Hitchens, while discussing well-known progressive writer Rudyard Kipling, refers to the "great masculine equivalent to childbirth, which is warfare." Which is odd, because I always thought, because so many male authors said so, that the great masculine equivalent to childbirth was the production of Great Thoughts or Great Works of Art. A man's novel is his child. A man's painting is his child. A man's philosophical musings are his children...etc...etc... And I have to say that if that is the case, both Naipaul and Hitchens have managed to produce some astonishingly unattractive, sickly, aggravating kids. I anxiously await that tiny snuffle turning into a wheeze, that tiny cut going septic, so that I can put these articles in pathetically small coffins and go off and make a whole lot of jokes about shit.


Send the Catastrophizer your requests for advice and/or rationalizations using the form conveniently provided HERE. I will publish my responses on the THE CATASTROPHIZER page.

POLITE DISCLAIMER: This site is intended for entertainment purposes only. If you are not entertained, fair enough. Also, I'm not very good at copy-editing, so if something looks wrong, it was put there by accident.


 
 
Picture
Some exciting news about women's rights and women's issues from around the world! 

Egypt
The Egyptian military is now conceding that "virginity checks" were conducted on women rounded up after a March 9 protest in Tahrir Square (a month after Mubarak stepped down). They continue to deny that the female protestors were beaten, subjected to electric shocks, and strip-searched (as is alleged by Amnesty International), but acknowledge that virginity checks were carried out so that those rounded up could not later claim to have been raped by the security forces. 


Russia
Conservative politicians in Russia are trying to introduce legislation that would restrict access to abortions. The legislation would put a stop to free abortions at government-run clinics and require women to have a prescription in order to get the morning-after pill. Most encouragingly, women wanting abortions would have to get the permission of their spouses, or, if they are underage, from their parents. More on how encouraging this is later.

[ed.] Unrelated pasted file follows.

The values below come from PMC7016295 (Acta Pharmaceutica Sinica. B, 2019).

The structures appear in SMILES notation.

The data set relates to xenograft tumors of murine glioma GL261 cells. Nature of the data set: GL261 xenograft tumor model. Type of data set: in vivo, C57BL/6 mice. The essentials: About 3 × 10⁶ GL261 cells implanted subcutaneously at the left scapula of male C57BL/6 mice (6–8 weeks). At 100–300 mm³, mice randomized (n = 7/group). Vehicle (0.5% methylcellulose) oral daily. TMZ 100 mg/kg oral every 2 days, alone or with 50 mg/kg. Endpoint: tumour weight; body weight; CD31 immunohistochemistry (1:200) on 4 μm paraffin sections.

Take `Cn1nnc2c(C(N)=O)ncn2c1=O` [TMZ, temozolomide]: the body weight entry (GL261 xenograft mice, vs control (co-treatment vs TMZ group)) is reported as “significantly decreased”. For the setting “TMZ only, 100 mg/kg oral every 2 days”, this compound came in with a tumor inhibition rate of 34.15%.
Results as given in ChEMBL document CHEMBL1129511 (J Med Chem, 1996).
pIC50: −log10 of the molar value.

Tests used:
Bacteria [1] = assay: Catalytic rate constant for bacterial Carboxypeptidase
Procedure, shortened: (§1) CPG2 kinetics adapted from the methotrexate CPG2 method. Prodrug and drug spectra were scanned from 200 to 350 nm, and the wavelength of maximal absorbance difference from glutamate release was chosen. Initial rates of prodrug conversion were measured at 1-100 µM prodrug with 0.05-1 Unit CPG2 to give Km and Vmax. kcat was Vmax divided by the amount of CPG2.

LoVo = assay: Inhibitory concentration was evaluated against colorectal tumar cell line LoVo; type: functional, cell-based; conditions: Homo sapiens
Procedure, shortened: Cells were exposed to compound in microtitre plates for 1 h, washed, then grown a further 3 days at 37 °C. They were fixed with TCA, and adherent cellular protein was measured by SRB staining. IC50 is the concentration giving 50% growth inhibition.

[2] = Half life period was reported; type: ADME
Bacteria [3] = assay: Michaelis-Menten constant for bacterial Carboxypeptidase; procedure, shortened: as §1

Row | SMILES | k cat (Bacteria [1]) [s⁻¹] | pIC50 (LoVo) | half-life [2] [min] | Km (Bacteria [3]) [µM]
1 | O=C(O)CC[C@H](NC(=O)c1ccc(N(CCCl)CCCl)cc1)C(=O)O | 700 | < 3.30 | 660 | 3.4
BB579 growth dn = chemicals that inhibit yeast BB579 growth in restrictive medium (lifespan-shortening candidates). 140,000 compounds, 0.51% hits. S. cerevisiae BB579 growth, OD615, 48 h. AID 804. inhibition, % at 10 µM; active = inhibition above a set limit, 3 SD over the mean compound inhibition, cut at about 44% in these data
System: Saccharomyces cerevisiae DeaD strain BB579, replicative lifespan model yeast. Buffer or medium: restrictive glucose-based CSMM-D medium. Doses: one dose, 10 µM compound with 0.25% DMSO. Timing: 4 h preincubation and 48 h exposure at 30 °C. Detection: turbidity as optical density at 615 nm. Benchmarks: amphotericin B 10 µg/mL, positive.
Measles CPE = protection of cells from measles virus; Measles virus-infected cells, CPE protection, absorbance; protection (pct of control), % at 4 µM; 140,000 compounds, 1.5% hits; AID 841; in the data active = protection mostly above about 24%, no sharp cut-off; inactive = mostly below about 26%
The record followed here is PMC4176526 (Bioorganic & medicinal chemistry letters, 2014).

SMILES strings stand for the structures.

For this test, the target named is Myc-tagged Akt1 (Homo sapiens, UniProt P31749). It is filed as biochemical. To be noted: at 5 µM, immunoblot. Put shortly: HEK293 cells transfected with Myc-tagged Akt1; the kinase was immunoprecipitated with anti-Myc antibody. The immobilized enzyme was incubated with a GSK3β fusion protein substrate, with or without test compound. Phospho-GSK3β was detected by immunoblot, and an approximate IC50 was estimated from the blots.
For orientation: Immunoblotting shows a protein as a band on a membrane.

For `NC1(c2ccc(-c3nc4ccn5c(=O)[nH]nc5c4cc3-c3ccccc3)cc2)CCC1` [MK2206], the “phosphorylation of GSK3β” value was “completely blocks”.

United States
Lest you think it's only women in foreign countries who are fortunate enough to have thoughtful decision-makers thinking and making decisions about their rights...

Kansas State Representative Pete DeGraaf recently made some innovative suggestions about how women should go about planning for future rapes.

DeGraaf doesn't think insurance companies should cover abortion in their general plans even in cases of rape or incest. Instead, he thinks women should be able to buy "abortion-only" policies. When Rep. Barbara Bollier unaccountably raised some objections to this suggestion, the House was treated to the following exchange: 

DeGraaf: "We do need to plan ahead, don't we, in life?"

Bollier: "And so women need to plan ahead for issues that they have no control over with pregnancy?"

DeGraaf: "I have a spare tire on my car. I also have life insurance. I have a lot of things that I plan ahead for."


DeGraaf later claimed his comments were taken out of context, and added that people wouldn't need the coverage if they weren't predisposed to killing their children, which certainly suggests that whatever context he's actually using, it's even worse than the one his earlier comments were taken out of. 

Don't be alarmed!
These news items might make you feel depressed, or discouraged, or extremely angry. But all of them also suggest ways in which women can grow and improve, if we're prepared to learn from their example.

Egypt: teaches women that they should be demure, modest, and virginal, just in case they're ripped out of a political demonstration and violated.

Russia: teaches women that marriages should be built on a strong foundation of open communication, because if they get pregnant, they'll need to get their husband's approval to have an abortion.

U.S.A: teaches women to assess future risk and prudently plan for the future. 

Really, the ultra-religious, right-wing, pro-life lobby is just trying to create a new generation of modest, communicative, farsighted women. 

Send the Catastrophizer your requests for advice and/or rationalizations using the form conveniently provided HERE. I will publish my responses on the THE CATASTROPHIZER page.

POLITE DISCLAIMER: This site is intended for entertainment purposes only. If you are not entertained, fair enough. Also, I'm not very good at copy-editing, so if something looks wrong, it was put there by accident.